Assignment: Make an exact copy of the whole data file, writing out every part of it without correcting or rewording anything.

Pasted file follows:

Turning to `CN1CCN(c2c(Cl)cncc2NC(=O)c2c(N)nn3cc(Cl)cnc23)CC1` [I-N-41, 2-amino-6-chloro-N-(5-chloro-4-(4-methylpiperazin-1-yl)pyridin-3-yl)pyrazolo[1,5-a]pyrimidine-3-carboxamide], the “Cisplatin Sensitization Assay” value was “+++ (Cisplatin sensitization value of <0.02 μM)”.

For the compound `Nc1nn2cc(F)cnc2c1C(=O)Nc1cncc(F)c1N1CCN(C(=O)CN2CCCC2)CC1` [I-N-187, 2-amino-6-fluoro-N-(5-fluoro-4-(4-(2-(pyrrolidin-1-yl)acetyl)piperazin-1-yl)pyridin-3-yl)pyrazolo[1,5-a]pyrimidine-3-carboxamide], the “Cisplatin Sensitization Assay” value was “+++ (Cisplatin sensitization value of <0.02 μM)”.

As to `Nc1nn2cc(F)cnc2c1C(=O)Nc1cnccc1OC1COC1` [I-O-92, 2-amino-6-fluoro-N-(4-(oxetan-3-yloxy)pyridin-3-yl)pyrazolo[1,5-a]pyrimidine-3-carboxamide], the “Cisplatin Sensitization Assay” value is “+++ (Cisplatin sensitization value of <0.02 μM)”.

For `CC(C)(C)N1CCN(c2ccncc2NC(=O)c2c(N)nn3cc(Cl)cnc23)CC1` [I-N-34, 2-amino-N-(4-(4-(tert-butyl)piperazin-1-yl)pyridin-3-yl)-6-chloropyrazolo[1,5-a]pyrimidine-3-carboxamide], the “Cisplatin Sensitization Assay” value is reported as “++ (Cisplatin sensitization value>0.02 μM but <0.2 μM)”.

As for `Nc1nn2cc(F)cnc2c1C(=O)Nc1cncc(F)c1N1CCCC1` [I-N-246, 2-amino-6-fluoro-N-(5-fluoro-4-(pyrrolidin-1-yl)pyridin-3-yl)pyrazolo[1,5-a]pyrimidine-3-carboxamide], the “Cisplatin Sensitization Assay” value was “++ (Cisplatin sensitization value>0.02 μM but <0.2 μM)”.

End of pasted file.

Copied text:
Turning to `CN1CCN(c2c(Cl)cncc2NC(=O)c2c(N)nn3cc(Cl)cnc23)CC1` [I-N-41, 2-amino-6-chloro-N-(5-chloro-4-(4-methylpiperazin-1-yl)pyridin-3-yl)pyrazolo[1,5-a]pyrimidine-3-carboxamide], the “Cisplatin Sensitization Assay” value was “+++ (Cisplatin sensitization value of <0.02 μM)”.

For the compound `Nc1nn2cc(F)cnc2c1C(=O)Nc1cncc(F)c1N1CCN(C(=O)CN2CCCC2)CC1` [I-N-187, 2-amino-6-fluoro-N-(5-fluoro-4-(4-(2-(pyrrolidin-1-yl)acetyl)piperazin-1-yl)pyridin-3-yl)pyrazolo[1,5-a]pyrimidine-3-carboxamide], the “Cisplatin Sensitization Assay” value was “+++ (Cisplatin sensitization value of <0.02 μM)”.

As to `Nc1nn2cc(F)cnc2c1C(=O)Nc1cnccc1OC1COC1` [I-O-92, 2-amino-6-fluoro-N-(4-(oxetan-3-yloxy)pyridin-3-yl)pyrazolo[1,5-a]pyrimidine-3-carboxamide], the “Cisplatin Sensitization Assay” value is “+++ (Cisplatin sensitization value of <0.02 μM)”.

For `CC(C)(C)N1CCN(c2ccncc2NC(=O)c2c(N)nn3cc(Cl)cnc23)CC1` [I-N-34, 2-amino-N-(4-(4-(tert-butyl)piperazin-1-yl)pyridin-3-yl)-6-chloropyrazolo[1,5-a]pyrimidine-3-carboxamide], the “Cisplatin Sensitization Assay” value is reported as “++ (Cisplatin sensitization value>0.02 μM but <0.2 μM)”.

As for `Nc1nn2cc(F)cnc2c1C(=O)Nc1cncc(F)c1N1CCCC1` [I-N-246, 2-amino-6-fluoro-N-(5-fluoro-4-(pyrrolidin-1-yl)pyridin-3-yl)pyrazolo[1,5-a]pyrimidine-3-carboxamide], the “Cisplatin Sensitization Assay” value was “++ (Cisplatin sensitization value>0.02 μM but <0.2 μM)”.